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17 June 2014 | Festivals, Music | By: Stuart Black

Moody Meltdown Starts Strong At The Weekend

Moody Meltdown Starts Strong At The Weekend

James Lavelle, the curator of this year’s Meltdown festival seemed to be everywhere and nowhere over its opening weekend. The man from UNKLE proved an enigmatic presence as he popped up all over the Southbank Centre then melted into the shadows letting the musicians he’d invited soak up the limelight instead of him.

It was certainly true at his own show on Friday where he appeared only sporadically wearing shades and hat and singing along with songs taken chiefly from his 1998 album Psyence Fiction. In keeping with his reputation as an organiser rather than artist, he seemed unfazed about being drowned out on-stage by the choir, orchestra and changing roster of guest vocalists he had assembled. Chief among these was Liela Moss of The Duke Spirit, lending swagger to Hold My Hand, and Keaton Henson twitching his way through the ever-unsettling Rabbit In Your Headlights.

The main aim of the opening UNKLE: Redux show was to wrap the audience in a total work of art that included both scent sprays and gloaming visuals by, among others, Robert Del Naja of Massive Attack and film director Jonathan Glazer (whose Under The Skin is being screened on Wednesday with live score by Mica Levi). Often however, the nightmarish visual collage of ultrasound scans, Rorschach tests and car accidents proved to be an experience to admire rather than one to enjoy.

The mood lightened up on Saturday with a rare solo performance in the Royal Festival Hall by veteran rocker Chrissie Hynde who showcased her new album Stockholm, recently recorded in Sweden with indie producer Björn Yttling. Patient fans nodded along as the 62 year old rattled through the new stuff then finally got off their chairs when she gave them what they really came for — Pretenders’ classics Don’t Get Me Wrong and Talk of The Town. “Why didn’t you tell me you wanted the old ones”, she joshed.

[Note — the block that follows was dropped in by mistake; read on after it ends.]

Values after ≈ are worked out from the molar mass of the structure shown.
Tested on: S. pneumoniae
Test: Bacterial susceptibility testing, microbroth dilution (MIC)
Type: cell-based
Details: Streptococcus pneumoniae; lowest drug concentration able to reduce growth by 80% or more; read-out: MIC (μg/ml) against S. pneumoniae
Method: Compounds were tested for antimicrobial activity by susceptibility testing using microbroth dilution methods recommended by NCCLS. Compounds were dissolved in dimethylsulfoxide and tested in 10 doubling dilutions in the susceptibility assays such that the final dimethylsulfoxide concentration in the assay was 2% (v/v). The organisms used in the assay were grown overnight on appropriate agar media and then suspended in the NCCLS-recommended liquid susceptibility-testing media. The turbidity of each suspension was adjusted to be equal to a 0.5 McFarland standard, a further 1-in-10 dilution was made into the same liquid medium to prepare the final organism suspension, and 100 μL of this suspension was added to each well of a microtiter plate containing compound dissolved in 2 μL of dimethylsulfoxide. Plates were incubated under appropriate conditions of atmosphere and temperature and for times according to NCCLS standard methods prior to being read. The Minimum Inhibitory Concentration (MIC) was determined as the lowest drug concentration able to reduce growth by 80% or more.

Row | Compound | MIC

For the encore Hynde was then very nearly upstaged by her own support act Zachariah Blad, who came spidering on-stage like a vampire’s familiar in a red velveteen shirt that looked like the lining of his own coffin. It seemed strangely apt that he should then heave and strain his way through Dark Sunglasses, the best of Hynde’s new tracks.

The weekend’s highlight came on Sunday with a joint session hosted by Gilles Peterson that never left the Queen Elizabeth Hall but felt like a tour around the world in an evening. First up was Christophe Chassol, a French composer known for his work with Gallic plats du jour Phoenix and Sébastien Tellier. Here he performed his new project Indiamore, which was a different flavour entirely with video footage of a recent trip to Calcutta and Varanasi looping and stuttering behind him to create uplifting soundscapes out of street singing, honking tuk-tuks, temple tintinnabulation and the peals of giant conch shells. Chassol then threaded jazz-funk chords through these found sounds with the driving drums of Lawrence Clais underneath.

British singer Eska came on afterwards, resplendent in purple kaftan and silver headband, with an even more exotic show that combined desert blues, Motown stomp, spirituals and other-worldly yodelling into a slow-burning, hypnotic and ultimately rapturous performance. The pair of Sunday shows and the easy charm of host Gilles Peterson in between made a convincing case for him to follow James Lavelle as the curator of next year’s Meltdown festival.

There are plenty more shows this week with tickets still available and big names like Neneh Cherry, Edwyn Collins and Goldie still to come. The Sunday Come Down on 22 June also promises to be a memorable day with free sessions inside and outside the Southbank. Click here for the full line up.

Stuart Black

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